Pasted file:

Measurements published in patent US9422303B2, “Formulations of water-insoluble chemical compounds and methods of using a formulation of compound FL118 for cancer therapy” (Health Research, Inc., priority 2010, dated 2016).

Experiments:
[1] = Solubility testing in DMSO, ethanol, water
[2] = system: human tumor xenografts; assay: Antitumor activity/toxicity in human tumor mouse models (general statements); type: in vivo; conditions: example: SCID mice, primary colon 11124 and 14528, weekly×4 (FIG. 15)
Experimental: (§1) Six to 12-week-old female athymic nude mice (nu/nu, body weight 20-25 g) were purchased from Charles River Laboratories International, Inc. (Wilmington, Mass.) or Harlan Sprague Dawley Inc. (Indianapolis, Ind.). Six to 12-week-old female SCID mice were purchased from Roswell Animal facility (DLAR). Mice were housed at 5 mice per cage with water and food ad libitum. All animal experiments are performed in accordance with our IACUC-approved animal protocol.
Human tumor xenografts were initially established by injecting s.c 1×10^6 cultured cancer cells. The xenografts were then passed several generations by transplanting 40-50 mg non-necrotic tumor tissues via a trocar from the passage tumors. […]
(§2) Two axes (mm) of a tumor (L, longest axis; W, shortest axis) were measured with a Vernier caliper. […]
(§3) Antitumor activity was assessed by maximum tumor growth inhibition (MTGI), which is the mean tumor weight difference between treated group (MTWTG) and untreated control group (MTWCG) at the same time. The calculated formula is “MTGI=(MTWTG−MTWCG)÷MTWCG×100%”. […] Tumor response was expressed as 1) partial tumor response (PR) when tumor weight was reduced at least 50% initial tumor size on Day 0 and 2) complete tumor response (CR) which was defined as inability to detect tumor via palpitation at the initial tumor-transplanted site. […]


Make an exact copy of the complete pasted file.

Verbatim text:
Measurements published in patent US9422303B2, “Formulations of water-insoluble chemical compounds and methods of using a formulation of compound FL118 for cancer therapy” (Health Research, Inc., priority 2010, dated 2016).

Experiments:
[1] = Solubility testing in DMSO, ethanol, water
[2] = system: human tumor xenografts; assay: Antitumor activity/toxicity in human tumor mouse models (general statements); type: in vivo; conditions: example: SCID mice, primary colon 11124 and 14528, weekly×4 (FIG. 15)
Experimental: (§1) Six to 12-week-old female athymic nude mice (nu/nu, body weight 20-25 g) were purchased from Charles River Laboratories International, Inc. (Wilmington, Mass.) or Harlan Sprague Dawley Inc. (Indianapolis, Ind.). Six to 12-week-old female SCID mice were purchased from Roswell Animal facility (DLAR). Mice were housed at 5 mice per cage with water and food ad libitum. All animal experiments are performed in accordance with our IACUC-approved animal protocol.
Human tumor xenografts were initially established by injecting s.c 1×10^6 cultured cancer cells. The xenografts were then passed several generations by transplanting 40-50 mg non-necrotic tumor tissues via a trocar from the passage tumors. […]
(§2) Two axes (mm) of a tumor (L, longest axis; W, shortest axis) were measured with a Vernier caliper. […]
(§3) Antitumor activity was assessed by maximum tumor growth inhibition (MTGI), which is the mean tumor weight difference between treated group (MTWTG) and untreated control group (MTWCG) at the same time. The calculated formula is “MTGI=(MTWTG−MTWCG)÷MTWCG×100%”. […] Tumor response was expressed as 1) partial tumor response (PR) when tumor weight was reduced at least 50% initial tumor size on Day 0 and 2) complete tumor response (CR) which was defined as inability to detect tumor via palpitation at the initial tumor-transplanted site. […]